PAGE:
1. sharon

      Please believe me when I say I haven’t fed my dogs or cats any Purina products for years. I also haven’t touched a Diamond product either. I don’t think anything foreign should turn up in “food” of any kind.

  5. Laura U

    Holy cow!!! That could cause big problems in the GI tract. I think they (Purina) ARE dismissing the issue too lightly. My decision would be to avoid that company completely. We (humans and animals) are all at risk with a manufacturer’s attitude like that.

    Laura Uran

  6. Kim

    My thoughts exactly Susan. I would like to add that it suspiciously takes me back to when the issue was companies allowing rendered pets in the pet food with collars. This did happen in the past and I hope it still is not going on, but perhaps it is.

    That is what comes to my mind instead of some machine malfunction. We as consumers have been lied to and left in the dark for so long that it will take a lot of work on their part to build that trust up. Thankfully we do now see some very good companies working hard to do that, but some have a long way to go.

    So each and every complaint needs to be treated like it came from the President of the US. And over time we will start to listen, but right now we will remain skeptical as to just how much a company does to fix a problem.

    That is actually how I feel. If they look at that for what really does happen to consumers when an industry tries to rule just to make money instead of serve its buyers… and analyse how to fix that, then they will be on the right road. And this means not doing things just because the FDA is in bed with them, and does not enforce what they should, but it means doing it right, because that is what we want, and without us there would be no company.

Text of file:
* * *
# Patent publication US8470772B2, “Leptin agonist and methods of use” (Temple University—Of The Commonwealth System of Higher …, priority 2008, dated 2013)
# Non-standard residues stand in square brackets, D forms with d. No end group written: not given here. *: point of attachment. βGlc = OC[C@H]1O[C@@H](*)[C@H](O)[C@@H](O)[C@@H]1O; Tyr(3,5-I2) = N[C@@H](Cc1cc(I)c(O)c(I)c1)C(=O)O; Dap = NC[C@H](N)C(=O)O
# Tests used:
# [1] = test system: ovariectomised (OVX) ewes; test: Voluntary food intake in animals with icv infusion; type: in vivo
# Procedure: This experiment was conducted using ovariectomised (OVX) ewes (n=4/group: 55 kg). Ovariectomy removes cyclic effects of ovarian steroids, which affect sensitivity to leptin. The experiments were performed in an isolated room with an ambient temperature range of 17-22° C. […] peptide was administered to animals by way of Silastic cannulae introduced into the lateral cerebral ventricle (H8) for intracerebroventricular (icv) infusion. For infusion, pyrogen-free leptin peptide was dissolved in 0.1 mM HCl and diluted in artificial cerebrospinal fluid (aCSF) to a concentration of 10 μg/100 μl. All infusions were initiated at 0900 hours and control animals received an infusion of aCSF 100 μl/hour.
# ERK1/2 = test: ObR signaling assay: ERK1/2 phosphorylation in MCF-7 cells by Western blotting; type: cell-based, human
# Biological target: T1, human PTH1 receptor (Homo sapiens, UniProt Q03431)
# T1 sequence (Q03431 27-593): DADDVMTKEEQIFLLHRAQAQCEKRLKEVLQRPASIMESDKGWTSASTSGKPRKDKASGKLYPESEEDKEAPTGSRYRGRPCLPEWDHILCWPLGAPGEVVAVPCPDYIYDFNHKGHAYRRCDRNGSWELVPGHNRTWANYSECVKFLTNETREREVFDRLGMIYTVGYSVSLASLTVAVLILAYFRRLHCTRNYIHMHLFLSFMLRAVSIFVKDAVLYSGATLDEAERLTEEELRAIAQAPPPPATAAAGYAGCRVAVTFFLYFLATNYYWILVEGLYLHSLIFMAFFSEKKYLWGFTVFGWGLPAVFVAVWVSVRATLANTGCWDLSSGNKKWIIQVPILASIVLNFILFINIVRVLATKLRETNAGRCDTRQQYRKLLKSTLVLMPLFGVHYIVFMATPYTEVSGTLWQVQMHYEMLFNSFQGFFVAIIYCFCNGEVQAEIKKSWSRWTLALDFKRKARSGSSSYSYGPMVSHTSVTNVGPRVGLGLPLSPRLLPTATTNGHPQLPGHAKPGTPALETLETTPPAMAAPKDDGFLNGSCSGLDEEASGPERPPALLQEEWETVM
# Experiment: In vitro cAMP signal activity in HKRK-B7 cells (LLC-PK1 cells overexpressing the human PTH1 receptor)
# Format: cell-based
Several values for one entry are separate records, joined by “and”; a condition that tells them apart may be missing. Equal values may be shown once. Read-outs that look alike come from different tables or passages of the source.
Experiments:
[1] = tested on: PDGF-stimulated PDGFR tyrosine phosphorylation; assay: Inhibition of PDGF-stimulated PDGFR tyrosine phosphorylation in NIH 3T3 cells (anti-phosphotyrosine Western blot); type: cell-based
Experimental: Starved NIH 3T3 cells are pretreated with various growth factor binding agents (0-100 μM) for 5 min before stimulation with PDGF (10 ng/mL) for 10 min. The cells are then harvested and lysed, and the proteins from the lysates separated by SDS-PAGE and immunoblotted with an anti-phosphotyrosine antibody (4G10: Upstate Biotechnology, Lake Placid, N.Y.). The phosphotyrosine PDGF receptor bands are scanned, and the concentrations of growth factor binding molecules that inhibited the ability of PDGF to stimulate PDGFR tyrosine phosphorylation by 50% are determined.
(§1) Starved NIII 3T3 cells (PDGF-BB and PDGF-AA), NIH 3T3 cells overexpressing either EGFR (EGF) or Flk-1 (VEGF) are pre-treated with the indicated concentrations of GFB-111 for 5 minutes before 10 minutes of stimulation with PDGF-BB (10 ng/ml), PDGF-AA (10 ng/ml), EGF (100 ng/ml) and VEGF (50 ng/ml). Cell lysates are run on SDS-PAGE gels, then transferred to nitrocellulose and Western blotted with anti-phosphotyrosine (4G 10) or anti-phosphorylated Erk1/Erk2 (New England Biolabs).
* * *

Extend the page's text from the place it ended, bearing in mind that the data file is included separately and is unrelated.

The end.

  7. Lisa Parker

    You can choose to publish my comment or not, and I would certainly understand, so pardon the language, but I say, what Purina says is pure bull shit.

    The sad reality is that how many pet parents actually LOOK at the “kibble” they feed their animals. Most dump it into a giant food dispenser such that it’s probably rancid by the time the poor animal eats it anyway. Those of us who are conscientious enough to care for our pets watch for these things. And I’m not judging these people, they are trusting that the pet food companies are giving them decent food for their money and people lead troubled and busy lives these days. But Purina is simply paying lip service to a loving pet owner who took the time to try an investigate the problem, I’m sure in part, so that others would not have to suffer for it. Thank you, Megan for taking your time to do the right thing.

    Purina says they have “strict quality control” and “sophisticated food safety programs”. Seriously? Apparently not. Or someone in quality control needs to be fired.